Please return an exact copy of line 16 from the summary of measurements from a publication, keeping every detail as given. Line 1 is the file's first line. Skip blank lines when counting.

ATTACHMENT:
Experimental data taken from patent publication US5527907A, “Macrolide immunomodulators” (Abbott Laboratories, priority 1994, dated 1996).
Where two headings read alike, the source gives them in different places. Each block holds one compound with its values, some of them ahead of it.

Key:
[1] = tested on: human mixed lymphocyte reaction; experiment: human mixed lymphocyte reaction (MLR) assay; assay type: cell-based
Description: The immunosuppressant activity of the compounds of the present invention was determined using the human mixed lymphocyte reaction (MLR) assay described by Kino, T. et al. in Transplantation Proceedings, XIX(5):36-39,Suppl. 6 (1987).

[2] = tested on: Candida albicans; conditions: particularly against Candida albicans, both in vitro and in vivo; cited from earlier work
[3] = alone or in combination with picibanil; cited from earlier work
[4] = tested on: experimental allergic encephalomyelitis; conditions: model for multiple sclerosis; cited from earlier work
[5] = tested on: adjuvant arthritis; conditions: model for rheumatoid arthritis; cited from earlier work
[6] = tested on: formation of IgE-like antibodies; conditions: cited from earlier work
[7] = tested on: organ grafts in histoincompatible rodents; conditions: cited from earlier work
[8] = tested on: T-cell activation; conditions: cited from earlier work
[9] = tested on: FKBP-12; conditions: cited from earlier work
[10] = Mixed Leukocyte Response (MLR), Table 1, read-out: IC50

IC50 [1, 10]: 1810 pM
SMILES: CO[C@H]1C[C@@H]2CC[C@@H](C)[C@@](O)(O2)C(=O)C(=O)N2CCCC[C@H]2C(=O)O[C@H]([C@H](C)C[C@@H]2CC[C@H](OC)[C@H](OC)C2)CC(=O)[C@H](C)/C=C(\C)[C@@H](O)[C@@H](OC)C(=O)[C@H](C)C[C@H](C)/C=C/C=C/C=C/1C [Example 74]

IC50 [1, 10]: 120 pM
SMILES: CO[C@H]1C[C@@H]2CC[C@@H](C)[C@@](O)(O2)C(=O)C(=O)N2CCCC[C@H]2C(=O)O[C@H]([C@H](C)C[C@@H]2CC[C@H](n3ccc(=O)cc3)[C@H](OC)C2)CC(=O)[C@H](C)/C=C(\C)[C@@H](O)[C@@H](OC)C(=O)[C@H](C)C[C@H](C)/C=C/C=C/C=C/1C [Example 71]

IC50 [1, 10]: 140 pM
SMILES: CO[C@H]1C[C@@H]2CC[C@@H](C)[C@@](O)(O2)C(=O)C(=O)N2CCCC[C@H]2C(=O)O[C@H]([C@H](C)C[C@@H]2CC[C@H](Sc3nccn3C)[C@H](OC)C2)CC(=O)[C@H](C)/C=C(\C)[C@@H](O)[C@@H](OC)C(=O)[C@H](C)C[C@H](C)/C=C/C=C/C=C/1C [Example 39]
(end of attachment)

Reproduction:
SMILES: CO[C@H]1C[C@@H]2CC[C@@H](C)[C@@](O)(O2)C(=O)C(=O)N2CCCC[C@H]2C(=O)O[C@H]([C@H](C)C[C@@H]2CC[C@H](OC)[C@H](OC)C2)CC(=O)[C@H](C)/C=C(\C)[C@@H](O)[C@@H](OC)C(=O)[C@H](C)C[C@H](C)/C=C/C=C/C=C/1C [Example 74]